Newswise — The Indonesian National Police’s Criminal Investigation Division (BARESKRIM MABES POLRI), the Government of Indonesia, and the Wildlife Conservation Society’s Wildlife Crimes Unit (WCU) today announced the seizure of a shipment of pangolins headed to China and valued at approximately 1.8 million US dollars (USD). The pangolin smuggler involved in the case has been arrested.
This is the largest case of pangolin smuggling in Indonesia since 2008 when the Indonesian National Police, supported by WCS’s WCU, arrested two smugglers and confiscated 13.8 tons of frozen pangolins in Palembang. The seizure took place on April 23, 2015, at the Belawan seaport in Medan, the largest city on the island of Sumatra. Belawan Seaport is notorious for being an import and exit point for illegal wildlife trafficking. The haul included 5 tons of frozen pangolins, 77 kilograms of pangolin scales, and 96 live pangolins. A smuggler, identified by the initials SHB, has been arrested in the case. SHB allegedly dealt and exported pangolins that he ordered from local dealers in Aceh and north Sumatra. Under Indonesian law, trafficking of pangolins, their parts and by-products is punishable by a maximum penalty of five years of imprisonment and a maximum fine of USD $10,000.
In recent years, the price of pangolin has increased sharply in the international market, driven by demand from China. Based on current black market prices, the value of the seized shipment is 1.826 million USD. Pangolin scales (considered to have healing qualities by traditional Chinese medicine practitioners) are valued at USD $3,000 per kg, pangolin meat (considered a delicacy) at USD $300 per kg, and live pangolins at USD $992. Smugglers also ship pangolin innards, including fetuses, for traditional medicinal purposes.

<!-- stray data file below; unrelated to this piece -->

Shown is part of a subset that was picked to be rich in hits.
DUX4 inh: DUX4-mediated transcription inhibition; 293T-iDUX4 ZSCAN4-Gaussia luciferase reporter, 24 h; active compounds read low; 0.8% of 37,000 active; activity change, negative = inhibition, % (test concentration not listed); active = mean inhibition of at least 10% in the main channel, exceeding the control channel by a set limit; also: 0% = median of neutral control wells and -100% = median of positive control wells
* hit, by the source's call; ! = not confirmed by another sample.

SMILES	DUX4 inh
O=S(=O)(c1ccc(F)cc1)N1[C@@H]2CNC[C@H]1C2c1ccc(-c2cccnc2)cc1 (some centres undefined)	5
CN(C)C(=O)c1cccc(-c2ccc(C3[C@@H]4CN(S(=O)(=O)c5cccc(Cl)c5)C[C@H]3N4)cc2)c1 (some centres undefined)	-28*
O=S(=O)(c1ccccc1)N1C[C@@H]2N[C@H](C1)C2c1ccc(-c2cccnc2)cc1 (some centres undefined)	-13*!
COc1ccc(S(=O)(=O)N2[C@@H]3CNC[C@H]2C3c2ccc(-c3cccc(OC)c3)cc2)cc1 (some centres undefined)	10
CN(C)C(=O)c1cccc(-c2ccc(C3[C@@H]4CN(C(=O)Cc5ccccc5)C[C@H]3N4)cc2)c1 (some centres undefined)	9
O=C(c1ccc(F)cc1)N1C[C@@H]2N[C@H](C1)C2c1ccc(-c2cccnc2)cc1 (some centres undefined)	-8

Based upon evidence gathered during the arrest, the shipment was headed to China. In order to avoid police and customs detection, the suspect had exported the shipping container that held the pangolin cargo from a secondary port to a cargo ferry offshore, where it was obscured among other containers. The cargo ferry then docked at Belawan port where the container was to be transferred to a vessel destined for China via Haiphong Seaport in Vietnam. The exporter also shipped live pangolins to Penang, Malaysia through a remote seaport in Medan.
There are eight species of pangolins (Family: Manidae) still in existence worldwide. Four of the species are of Asian origin including the Sundanese Pangolin (Manis javanicus), which is listed as Critically Endangered by the International Union for Conservation of Nature. The pangolin's large scales are made of keratin, the same material as fingernails and rhino horns, and account for 20% of its weight.
Deputy Director Tipidter, CID of the Indonesian National Police, Police Senior Commissioner Didid Widjanardi said, “Pangolins are protected under Indonesian law. The Indonesian National Police and WCS’s WCU have done a great job in tackling pangolin smuggling since 2008. We will continue our collaboration in the future through preventive actions, which is important to saving pangolins in their habitat.”
WCS Executive Director for Asia Programs Joe Walston said, “This is a major breakthrough, both in terms of the enormous size of the shipment and in terms of the increasing sophistication of collaborative methods used by Indonesian authorities in making the bust. WCS is committed to supporting the Government of Indonesia in dismantling this insidious illegal trade.”
WCS’s Wildlife Crimes Unit is supported by the Liz Claiborne and Art Ortenberg Foundation, Fondation Segré, the United States Fish and Wildlife Service Multinational Species Conservation Funds, and the John D. and Catherine T. MacArthur Foundation.